What is Alodine, Chem Film, or Chromate Conversion Coating?

A lot of different industries use Alodine coatings for a number of applications. However, there’s a lot of confusion between an Alodine, chem film, and chromate conversion coating. To help clear things up, our coatings experts put together this piece. We’ll cover all three of these styles and explain what they are. Spoiler alert: they’re all essentially the same thing.

What Does a Chromate Conversion Coating Do?

First off, you should know that chromate conversion coating is a general mechanical process. This form of technology adds a coating to everyday metals like:

– Aluminum

– Tin

– Zinc

– Cadmium

– Steel

– Copper

– Titanium

– Silver

– Magnesium

The coating serves a few different functions. First off, it protects the original part from corrosion. It can also act as a primer to help adhesives and paints adhere. 

Some people use chromate conversion coating as a decorative finish or just to keep dirty finger marks off of soft metals.

The coating also helps to preserve the electrical conductivity in the original metal while serving these additional functions.

How to Tell if Something Has a Chromate Conversion Coating

The coating itself has a pretty distinct coloring. It has an iridescent green or yellow color when applied. This is a stark contrast to the otherwise gray, white, black, or silver coloring of the original metal.

What is Alodine?

If you’re using the trademarked chromate conversion coating from Henkel Surface Technology, then it’s technically called an Alodine coating. You can also call this coating a chem film or chromate conversion.

What is Chem Film?

Chem film is another term that’s synonymous with chromate conversion coating. It’s another general term that doesn’t refer to the trademarked process that Alodine refers to.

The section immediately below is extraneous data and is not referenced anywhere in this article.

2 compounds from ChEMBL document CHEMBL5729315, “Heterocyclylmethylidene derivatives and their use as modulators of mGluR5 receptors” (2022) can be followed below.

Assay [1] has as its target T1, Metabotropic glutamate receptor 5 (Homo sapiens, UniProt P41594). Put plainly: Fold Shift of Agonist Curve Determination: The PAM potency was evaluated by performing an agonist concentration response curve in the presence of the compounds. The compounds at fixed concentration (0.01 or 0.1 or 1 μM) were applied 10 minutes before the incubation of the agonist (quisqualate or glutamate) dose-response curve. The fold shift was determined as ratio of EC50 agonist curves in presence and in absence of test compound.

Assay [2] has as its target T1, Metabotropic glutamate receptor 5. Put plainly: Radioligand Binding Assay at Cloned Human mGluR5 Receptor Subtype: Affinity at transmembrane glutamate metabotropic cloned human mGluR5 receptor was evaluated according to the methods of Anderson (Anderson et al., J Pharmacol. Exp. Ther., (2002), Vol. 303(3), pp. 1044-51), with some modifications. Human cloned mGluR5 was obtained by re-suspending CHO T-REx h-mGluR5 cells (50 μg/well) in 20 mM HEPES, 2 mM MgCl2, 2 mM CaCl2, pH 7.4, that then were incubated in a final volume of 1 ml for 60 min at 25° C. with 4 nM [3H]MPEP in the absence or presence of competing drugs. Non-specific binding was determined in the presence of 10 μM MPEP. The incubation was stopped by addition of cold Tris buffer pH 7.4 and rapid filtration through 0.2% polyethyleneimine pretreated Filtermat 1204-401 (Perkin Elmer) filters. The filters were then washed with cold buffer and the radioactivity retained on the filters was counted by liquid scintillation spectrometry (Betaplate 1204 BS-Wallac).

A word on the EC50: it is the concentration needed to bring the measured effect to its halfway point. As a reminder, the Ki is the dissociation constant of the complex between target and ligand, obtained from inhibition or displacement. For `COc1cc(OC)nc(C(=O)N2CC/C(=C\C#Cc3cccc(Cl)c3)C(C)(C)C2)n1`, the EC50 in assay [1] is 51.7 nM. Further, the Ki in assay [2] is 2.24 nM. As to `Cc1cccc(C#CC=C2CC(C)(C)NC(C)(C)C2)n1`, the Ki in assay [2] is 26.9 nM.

How is the Coating Applied? 

Since this is an all-purpose coating, it shouldn’t surprise you that the application can be performed in a few different styles. The coating can be applied to the base material by:

– Brushing

– Dipping/ immersion 

– Spraying

The Chromate Conversion Coating Process

The process is pretty straightforward. Though there are some variations from one manufacturing facility to the next, they basically follow the same process.

Step #1: Clean

The part is first degreased. This gets rid of small impurities on the part. It also removes oxides, grease, heavy metal contaminants, and oil from the part. This helps the chromate conversion stick and creates a more even coating.

With all of the contaminants removed, the part gets rinsed and dried.

Step #2: Etch

If you have sections of your part that you don’t want to coat, the piece will need to be etched. This process covers the areas in question and ensures the part gets correctly coated. 

With the part etched, it will go through another round of rinsing and drying.

Step #3: Deoxidize 

Another contaminant that can ruin the chem film is oxygen. By putting the part through a deoxidization process, the oxygen, oxides, and chemicals will get removed.

It’s really important to correctly prepare your part so the coating is perfect.

Again, the part will be rinsed and dried to remove the deoxidizing agent. At this point, it’s ready for the processing step.

Step #4: Apply Chem Film Coat

Typically, the part will be fully immersed for this step. The chromate conversion coating is applied and the part will soak in the mixture for a predetermined time. This time will change from part to part and varies between methods.

Step #5: Final Wash

After the chem film is applied, the part will go through a series of final washes. The first is a simple rinse to remove any excess coating. The second round is a warm rinse to get a perfect surface finish.

How Long Does an Alodine Coat Take?

Despite the process being so specific and taking 5 steps and multiple rinses, it doesn’t take that long. Depending on the size, application, and specs, an Alodine coat will take between 10 to 30 minutes altogether.

Industries that Use Chromate Conversion Coated Parts

Since this technology is so universal and versatile, you’ll find a number of industries that use it.

– Automotive

– Aviation & Aerospace

– Buildings & Architecture

– Electronics

– Marine

– Medical/Dental Equipment

– Military/Law Enforcement

– Sporting Goods

– Manufacturing

You might even stumble across a box of fasteners that have been coated with chromate conversion.

Conclusion

Hopefully, this cleared up the questions that you had about Alodine, chem film, and chromate conversion coatings. They are all the same process, but Alodine is a trademarked version by a massive coating company. If you want to learn more about this process or you have other manufacturing inquiries, reach out to our pros at Rapid Axis. You can reach out at any time to get a free quote and we’ll manufacture the parts that your business needs.

admin-ra
Author: admin-ra

Go back